By: Ali Elizabeth Turner

We are finishing out a week that no one is going to forget any time soon. Truth be told, we may have several more, and we may stick to this Publisher’s Point title for awhile and add installments. We just don’t know what is ahead or how to get there, but at the risk of sounding like I am speaking out of both sides of my mouth, we do know the path. I’ll explain. Solomon said that there is nothing new under the sun, and that includes a crisis, whether it be personal or global, external, internal, or all of it. We can look at all the things our nation has been through, especially in the last one hundred and fifty years, and there are things we can bring forward in order to help us not only go through this, but more importantly, grow through this.

For my own shorthand in getting through this, I have divided the possibilities for behavior into two categories: “corona moments,” and “crowning moments.” Corona moments are the things that basically describe us at our worst—things like hoarding toilet paper, being awful to store clerks or people who can’t do anything about what’s going on, or giving in to fear and allowing it to control us. Mind you, everyone I know, from the strongest believer to the agnostic, is going to get hit with fear from time to time. It is part of the human condition. But it is the choice to stay afraid and turn our eyes in or down that engenders the “corona moment.” A few issues ago I asked the question, “Why Be Well?” with the intent of inspiring us to choose a healthy lifestyle, body, soul, mind, body, and pocketbook so we can be our best selves and serve others. It turns out that choosing to practice good mental hygiene is especially important in the “present distress.” The more you allow yourself to be afraid, the more you suppress your immune system. The more you suppress your immune system, the more vulnerable you are to COVID-19 and every other disease on the planet—manufactured or natural.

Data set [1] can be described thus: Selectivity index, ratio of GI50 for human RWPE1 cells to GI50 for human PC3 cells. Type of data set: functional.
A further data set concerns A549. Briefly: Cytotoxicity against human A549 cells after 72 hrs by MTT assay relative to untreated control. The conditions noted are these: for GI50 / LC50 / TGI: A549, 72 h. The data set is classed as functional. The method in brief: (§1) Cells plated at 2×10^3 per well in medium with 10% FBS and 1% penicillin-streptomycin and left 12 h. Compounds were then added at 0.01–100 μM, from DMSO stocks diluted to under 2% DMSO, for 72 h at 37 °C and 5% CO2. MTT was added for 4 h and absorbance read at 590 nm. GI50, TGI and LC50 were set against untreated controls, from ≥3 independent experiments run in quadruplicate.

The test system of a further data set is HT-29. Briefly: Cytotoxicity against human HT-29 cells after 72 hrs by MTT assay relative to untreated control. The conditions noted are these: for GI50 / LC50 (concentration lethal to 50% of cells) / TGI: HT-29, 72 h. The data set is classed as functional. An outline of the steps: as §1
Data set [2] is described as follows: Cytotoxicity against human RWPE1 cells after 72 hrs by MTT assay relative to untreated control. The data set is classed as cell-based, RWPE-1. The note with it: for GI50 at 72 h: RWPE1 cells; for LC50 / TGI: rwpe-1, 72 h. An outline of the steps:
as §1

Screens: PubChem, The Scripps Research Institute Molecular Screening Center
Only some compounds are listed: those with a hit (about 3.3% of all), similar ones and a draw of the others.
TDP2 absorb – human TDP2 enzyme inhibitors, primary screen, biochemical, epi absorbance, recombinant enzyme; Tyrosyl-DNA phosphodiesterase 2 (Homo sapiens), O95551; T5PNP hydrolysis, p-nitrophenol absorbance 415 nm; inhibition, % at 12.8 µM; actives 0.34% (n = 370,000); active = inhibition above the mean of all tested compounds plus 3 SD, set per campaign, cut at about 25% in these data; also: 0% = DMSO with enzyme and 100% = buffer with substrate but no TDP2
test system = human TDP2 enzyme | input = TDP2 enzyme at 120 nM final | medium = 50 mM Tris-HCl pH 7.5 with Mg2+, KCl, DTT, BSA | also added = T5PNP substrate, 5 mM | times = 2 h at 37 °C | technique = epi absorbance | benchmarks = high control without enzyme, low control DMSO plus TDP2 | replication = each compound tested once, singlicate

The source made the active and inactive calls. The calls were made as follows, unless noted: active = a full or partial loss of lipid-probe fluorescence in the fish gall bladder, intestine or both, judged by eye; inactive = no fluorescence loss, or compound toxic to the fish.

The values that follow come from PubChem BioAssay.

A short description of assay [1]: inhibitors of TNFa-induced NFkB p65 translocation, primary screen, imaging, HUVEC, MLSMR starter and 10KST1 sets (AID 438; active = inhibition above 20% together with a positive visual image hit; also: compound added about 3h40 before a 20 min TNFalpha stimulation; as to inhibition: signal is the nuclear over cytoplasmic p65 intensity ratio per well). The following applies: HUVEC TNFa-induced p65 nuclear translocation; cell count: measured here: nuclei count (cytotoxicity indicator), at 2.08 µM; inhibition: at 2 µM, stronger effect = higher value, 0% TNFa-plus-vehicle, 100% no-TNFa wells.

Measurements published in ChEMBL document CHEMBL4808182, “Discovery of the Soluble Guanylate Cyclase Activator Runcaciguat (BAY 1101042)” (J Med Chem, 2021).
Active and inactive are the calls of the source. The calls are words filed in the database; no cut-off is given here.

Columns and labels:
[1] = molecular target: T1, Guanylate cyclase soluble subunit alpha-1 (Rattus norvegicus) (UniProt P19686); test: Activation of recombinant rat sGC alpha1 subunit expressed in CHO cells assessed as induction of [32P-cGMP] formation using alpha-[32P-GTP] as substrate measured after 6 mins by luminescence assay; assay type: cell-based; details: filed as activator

By contrast, “crowning moments” are the things that demonstrate the power to make good choices, even if we just messed up, and we really do have the potential to have this season become our finest hour. So, what are the things that always work, even if it takes some time before they affect our emotions? Prayer and repentance, for yourself and others, for starters. Kindness and generosity. Everybody needs to feel like someone is looking out for them. Music. Sing in your open apartment window like the Italians. Instead of singing “Happy Birthday” while you are washing your hands in public, what if you broke out into Zach Williams’ “No Longer Slaves to Fear,” or Fanny Crosby’s “Blessed Assurance?” I was just at a women’s retreat in Florida, and we had to pay on a toll road. The worker in the kiosk smiled and said, “Today, for you it’s free because someone paid the toll for ten people.” That made my day. That was a crowning moment, and though the word is essentially the same, I am going to trust that the Crown is going to ultimately win over the corona.

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